A new Bill is paving the way for local authorities to use CCTV to combat fly-tipping
Local authorities will soon be given powers to use CCTV and other technologies to tackle illegal dumping and littering, while also ensuring that there are robust data protection safeguards in place.
While there are many litter blackspots across the country, to date, local authorities’ ability to use CCTV to identify and target offenders has been restricted due to data protection regulations.
Minister of State with responsibility for Communications and Circular Economy, Ossian Smyth TD, said; “While only a minority of citizens illegally dump or burn their waste, the impact of litter and fly-tipped waste on the environment, and often our most beautiful locations, is a blight on our communities. We need to empower local authorities, who are responsible for waste management and enforcement, to target these practices and penalise those responsible. The Circular Economy Bill, brought before the Dáil today, will finally make this possible while also protecting the privacy rights of the public.”
The Circular Economy Bill 2022 will bring in a suite of measures that puts into law many of the commitments the Government has made in the Waste Action Plan for a Circular Economy and last year’s Whole-of-Government Circular Economy Strategy. The transition to a circular economy represents a shift away from the linear ‘take, make and waste’ model, which relies on a steady supply of natural resources to create products and packaging. It also has the potential to create sustainable growth and jobs.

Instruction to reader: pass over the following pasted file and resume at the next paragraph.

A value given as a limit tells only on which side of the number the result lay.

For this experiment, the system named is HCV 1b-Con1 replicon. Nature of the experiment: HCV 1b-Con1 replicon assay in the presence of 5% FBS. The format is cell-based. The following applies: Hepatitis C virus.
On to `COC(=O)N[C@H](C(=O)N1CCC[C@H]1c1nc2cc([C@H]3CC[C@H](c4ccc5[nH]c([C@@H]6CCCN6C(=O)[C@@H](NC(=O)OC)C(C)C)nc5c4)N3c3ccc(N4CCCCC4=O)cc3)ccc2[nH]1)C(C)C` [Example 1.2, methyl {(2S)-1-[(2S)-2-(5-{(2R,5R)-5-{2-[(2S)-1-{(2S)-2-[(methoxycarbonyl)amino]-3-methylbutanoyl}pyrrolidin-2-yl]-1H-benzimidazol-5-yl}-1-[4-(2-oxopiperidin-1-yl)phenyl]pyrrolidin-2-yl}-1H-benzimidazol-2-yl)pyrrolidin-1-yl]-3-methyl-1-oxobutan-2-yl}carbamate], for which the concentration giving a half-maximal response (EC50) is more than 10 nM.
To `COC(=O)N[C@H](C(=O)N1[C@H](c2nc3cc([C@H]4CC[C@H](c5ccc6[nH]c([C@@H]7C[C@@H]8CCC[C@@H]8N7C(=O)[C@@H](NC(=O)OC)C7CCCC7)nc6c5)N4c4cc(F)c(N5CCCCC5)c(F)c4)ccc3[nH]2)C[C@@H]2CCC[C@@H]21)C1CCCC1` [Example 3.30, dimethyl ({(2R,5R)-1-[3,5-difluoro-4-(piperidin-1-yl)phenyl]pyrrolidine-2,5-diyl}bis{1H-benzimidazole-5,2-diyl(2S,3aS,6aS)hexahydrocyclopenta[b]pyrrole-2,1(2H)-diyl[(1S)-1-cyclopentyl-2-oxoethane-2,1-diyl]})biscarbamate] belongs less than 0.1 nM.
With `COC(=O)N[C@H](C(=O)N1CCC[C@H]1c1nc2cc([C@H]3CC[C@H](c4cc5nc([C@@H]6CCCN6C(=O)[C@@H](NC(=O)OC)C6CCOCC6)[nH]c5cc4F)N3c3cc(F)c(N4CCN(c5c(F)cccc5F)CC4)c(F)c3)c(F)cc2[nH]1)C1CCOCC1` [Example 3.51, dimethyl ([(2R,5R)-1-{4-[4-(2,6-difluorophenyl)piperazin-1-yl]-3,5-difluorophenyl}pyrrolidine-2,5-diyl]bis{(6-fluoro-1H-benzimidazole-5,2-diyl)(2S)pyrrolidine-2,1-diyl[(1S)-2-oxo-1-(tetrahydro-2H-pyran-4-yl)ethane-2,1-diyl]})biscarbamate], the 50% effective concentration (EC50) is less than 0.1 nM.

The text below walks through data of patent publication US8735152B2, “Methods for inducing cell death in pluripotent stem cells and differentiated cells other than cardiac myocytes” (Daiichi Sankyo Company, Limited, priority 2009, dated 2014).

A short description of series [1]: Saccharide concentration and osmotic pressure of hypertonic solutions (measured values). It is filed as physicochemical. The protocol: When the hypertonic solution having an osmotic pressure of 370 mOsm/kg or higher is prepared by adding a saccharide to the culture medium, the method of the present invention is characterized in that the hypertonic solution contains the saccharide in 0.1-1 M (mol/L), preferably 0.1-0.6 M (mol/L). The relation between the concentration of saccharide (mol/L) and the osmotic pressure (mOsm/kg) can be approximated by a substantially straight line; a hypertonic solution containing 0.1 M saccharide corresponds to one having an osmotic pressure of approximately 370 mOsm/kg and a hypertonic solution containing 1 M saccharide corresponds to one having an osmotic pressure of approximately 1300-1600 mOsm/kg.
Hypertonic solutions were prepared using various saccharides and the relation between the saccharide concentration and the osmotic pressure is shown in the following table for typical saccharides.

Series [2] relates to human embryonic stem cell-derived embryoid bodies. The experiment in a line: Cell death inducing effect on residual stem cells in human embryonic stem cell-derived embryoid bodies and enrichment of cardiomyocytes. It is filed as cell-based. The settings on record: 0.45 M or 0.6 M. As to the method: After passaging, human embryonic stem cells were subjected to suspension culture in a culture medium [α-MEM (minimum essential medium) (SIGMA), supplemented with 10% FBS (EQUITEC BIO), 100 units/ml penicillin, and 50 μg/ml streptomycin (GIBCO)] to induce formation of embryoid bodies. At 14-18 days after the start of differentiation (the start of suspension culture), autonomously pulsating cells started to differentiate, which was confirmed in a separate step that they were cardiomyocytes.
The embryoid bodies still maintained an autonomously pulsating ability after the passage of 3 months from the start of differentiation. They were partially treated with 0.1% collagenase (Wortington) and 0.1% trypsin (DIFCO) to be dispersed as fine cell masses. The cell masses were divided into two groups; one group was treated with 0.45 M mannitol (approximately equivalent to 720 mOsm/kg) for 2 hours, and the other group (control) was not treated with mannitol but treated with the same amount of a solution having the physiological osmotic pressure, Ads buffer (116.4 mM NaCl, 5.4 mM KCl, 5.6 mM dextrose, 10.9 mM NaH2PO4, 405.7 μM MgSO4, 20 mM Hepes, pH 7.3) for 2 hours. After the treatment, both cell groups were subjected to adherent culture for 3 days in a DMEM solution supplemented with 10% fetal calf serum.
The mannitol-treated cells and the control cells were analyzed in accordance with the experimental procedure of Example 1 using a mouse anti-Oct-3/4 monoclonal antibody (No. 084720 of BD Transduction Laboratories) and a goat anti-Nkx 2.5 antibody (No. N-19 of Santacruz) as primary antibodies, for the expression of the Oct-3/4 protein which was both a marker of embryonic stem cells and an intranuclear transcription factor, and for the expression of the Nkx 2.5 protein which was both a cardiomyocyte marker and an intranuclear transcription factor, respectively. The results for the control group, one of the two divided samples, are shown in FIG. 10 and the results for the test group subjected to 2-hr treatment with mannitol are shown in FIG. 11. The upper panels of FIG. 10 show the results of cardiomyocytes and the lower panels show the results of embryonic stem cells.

Minister Smyth added; “We have to rethink the way we consume the goods and materials we use every day. Not only are we producing inordinate levels of waste, 45% of Greenhouse gas emissions come from producing those goods and materials.
“The idea of a circular economy is based on an approach where the value of products, materials and resources is maintained in the economy for as long as possible, and the generation of waste is minimised. It also embraces the concept of waste as a resource and a secondary raw material that can be reused and recycled. Through a mix of economic incentives and smarter regulation we can achieve far more sustainable patterns of production and consumption.”
Other key aspects of the Bill include:
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